By Avery McNiff
May 28th, 2020
Upon hearing that Massachusetts schools would remain closed beyond April 6th, I scrambled to recreate some semblance of a classroom in my home. I ordered a whiteboard, easel, Time Timer, math cubes, dry erase pockets, and a printer. When the items arrived, I excitedly set up my space as I do at the start of every school year. But then, I sat down at my computer and it dawned on me: these items were essentially useless. My computer camera hardly captured the whiteboard, let alone the Time Timer. What were the dry erase pockets even for? I needed to consider how to make math instruction meaningful in a virtual setting.
In stepping back, I returned to the practices of language-based math instruction and Landmark’s Six Teaching Principles. The benefits of these instructional strategies can extend beyond the physical classroom to the virtual.
The following recommendations outline methods of incorporating multimodal strategies into the online classroom. These ideas originated from collaboration amongst colleagues at Landmark Elementary and Middle School and from the WoodinMath methodology and curriculum.
Students need to move in the virtual classroom just as much, if not more, than in the physical classroom. It can be helpful to have a set of virtual-friendly movement breaks ready to go.
Reviewing Fractions and Measurement Kinesthetically
Ask students to stand behind their computer or device. Model the following activity:
Students stand with their feet shoulder-width apart. Students tap and step their left leg (mirroring you) and say “zero.” Then, tap and step their right leg (again, mirroring you) and say “one.” Practice saying 0 and 1 as students step with their left or right foot in place respectively. Next, bring in ½. Model how to find ½ by jumping in both feet to meet in the middle. Then, students find 0 and 1 again. Continue to review finding ½. Once students have mastered this, incorporate ¼ by first standing on 0 and ½ and jumping the feet in to meet in the middle. Introduce ¾ by first standing on ½ and 1 again jump feet to the middle. Experiment with different combinations, such as standing on ¼ and ¾ and finding ½.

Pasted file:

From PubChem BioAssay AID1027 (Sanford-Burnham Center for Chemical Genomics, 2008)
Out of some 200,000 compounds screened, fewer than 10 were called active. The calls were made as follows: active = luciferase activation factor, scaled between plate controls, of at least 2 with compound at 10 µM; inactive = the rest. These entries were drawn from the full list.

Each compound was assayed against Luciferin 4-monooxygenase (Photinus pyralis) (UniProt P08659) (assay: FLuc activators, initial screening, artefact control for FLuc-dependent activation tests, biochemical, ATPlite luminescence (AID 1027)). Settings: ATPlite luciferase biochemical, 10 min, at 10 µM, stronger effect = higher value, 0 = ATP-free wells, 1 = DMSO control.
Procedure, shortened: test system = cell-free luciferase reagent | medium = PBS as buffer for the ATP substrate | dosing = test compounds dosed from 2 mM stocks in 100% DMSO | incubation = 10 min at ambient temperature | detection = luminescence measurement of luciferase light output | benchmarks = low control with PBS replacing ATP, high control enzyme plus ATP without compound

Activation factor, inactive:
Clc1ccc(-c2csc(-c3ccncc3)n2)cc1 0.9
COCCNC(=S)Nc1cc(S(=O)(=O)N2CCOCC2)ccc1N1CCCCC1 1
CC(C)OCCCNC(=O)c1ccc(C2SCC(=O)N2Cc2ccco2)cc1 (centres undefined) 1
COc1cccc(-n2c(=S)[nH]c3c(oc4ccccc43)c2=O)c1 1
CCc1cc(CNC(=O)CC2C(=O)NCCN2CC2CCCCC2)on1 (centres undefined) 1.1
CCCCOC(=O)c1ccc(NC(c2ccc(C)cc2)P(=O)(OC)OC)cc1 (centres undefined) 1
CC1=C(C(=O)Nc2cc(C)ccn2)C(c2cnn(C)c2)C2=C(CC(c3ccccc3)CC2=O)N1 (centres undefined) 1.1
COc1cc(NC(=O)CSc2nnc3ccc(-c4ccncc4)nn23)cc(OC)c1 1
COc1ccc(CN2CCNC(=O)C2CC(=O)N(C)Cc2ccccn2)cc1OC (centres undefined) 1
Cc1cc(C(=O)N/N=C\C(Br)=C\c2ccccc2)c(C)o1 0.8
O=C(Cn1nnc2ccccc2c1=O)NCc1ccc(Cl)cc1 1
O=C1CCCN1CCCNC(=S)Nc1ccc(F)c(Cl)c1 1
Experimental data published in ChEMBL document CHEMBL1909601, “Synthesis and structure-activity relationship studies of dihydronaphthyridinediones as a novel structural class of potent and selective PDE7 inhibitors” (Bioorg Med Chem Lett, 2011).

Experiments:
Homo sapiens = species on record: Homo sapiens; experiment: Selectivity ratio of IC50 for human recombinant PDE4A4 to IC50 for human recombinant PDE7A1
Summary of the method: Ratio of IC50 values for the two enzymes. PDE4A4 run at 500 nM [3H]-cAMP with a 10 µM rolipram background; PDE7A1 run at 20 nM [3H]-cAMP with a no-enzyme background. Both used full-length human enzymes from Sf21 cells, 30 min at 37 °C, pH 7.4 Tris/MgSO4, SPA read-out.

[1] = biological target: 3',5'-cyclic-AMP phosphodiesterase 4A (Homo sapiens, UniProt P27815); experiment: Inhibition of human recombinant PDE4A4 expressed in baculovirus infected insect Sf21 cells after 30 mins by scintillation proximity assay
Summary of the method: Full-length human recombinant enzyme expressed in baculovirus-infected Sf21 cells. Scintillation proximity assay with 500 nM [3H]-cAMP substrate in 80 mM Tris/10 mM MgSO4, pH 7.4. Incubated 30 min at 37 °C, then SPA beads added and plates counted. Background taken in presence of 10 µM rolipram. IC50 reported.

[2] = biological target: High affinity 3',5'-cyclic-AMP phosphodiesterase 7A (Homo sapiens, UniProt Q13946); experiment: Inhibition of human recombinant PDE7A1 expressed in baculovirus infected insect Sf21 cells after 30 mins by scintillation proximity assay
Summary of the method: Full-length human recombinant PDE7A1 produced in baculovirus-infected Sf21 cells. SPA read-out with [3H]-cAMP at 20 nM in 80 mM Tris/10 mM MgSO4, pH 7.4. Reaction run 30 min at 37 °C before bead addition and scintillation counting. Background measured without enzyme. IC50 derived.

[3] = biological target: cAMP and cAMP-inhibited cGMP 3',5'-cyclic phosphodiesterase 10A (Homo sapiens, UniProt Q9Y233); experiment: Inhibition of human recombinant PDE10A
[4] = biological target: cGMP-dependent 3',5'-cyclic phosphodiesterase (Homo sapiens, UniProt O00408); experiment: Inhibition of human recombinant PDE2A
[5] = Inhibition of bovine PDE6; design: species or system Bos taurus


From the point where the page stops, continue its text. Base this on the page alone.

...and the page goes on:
Teachers can also use the body as a reference. Ask students to stand and point to their heads while saying “one.” Then touch the ground and say “zero.” Next, find and say “one-half” at the hips and so on.
Teaching Perimeter and Area Formulas
As a warm-up for an area or perimeter and width activity, review the meaning of length and width using gesture. Students make an L with their arms, or with their thumb and pointer finger for length, and the shape of a W with the arms for width. For a visual, see this video on finding the dimensions of a rectangle and area.
Practice the 5x with Point and Call Methods:
The Landmark Elementary Program uses the Japanese method of Shisa Kanko, or “Point and Call,” to connect purposeful movement with math terms and their meaning.
This video from Woodin Math explains how to use clock number positions to prompt 5x facts kinesthetically. While this activity draws upon sensory and visual information in the physical environment, the method can be applied to a virtual setting.